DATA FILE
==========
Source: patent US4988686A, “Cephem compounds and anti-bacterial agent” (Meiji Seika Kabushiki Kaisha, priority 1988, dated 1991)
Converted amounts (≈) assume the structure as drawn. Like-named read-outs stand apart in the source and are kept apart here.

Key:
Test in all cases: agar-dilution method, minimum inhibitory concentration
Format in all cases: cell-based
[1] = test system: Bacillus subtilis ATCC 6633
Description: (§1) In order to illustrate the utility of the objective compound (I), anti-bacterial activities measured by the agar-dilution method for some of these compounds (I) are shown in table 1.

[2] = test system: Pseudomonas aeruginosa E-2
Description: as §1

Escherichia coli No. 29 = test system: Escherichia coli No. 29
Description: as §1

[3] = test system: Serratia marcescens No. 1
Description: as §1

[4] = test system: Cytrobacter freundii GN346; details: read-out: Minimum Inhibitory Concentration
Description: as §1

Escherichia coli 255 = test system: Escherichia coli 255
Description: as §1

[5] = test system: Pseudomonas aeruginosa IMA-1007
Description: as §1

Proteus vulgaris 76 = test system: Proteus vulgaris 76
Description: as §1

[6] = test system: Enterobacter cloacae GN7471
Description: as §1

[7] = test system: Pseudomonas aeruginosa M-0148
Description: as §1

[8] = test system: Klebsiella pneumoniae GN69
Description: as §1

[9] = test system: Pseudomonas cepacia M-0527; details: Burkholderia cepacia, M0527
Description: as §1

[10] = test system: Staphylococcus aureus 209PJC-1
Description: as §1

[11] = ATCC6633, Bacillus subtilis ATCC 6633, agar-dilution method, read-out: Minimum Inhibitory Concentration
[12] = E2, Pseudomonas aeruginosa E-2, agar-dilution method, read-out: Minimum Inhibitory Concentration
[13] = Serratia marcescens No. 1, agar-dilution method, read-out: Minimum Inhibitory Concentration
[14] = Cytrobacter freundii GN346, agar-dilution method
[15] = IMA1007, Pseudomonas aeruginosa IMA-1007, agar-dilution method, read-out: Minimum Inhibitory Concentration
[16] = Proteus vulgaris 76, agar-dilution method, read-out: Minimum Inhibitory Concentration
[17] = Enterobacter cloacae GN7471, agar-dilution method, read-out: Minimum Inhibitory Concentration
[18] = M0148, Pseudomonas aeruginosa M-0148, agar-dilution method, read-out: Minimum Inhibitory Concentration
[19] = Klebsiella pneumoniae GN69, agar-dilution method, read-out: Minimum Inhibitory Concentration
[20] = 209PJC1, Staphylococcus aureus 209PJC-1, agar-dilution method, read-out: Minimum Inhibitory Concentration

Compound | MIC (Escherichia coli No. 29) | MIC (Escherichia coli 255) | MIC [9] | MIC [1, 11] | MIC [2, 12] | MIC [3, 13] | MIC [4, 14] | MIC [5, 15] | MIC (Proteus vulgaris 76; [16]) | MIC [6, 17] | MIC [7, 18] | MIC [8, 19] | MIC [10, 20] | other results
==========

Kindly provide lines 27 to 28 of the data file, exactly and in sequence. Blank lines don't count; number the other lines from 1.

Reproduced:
Description: as §1

[9] = test system: Pseudomonas cepacia M-0527; details: Burkholderia cepacia, M0527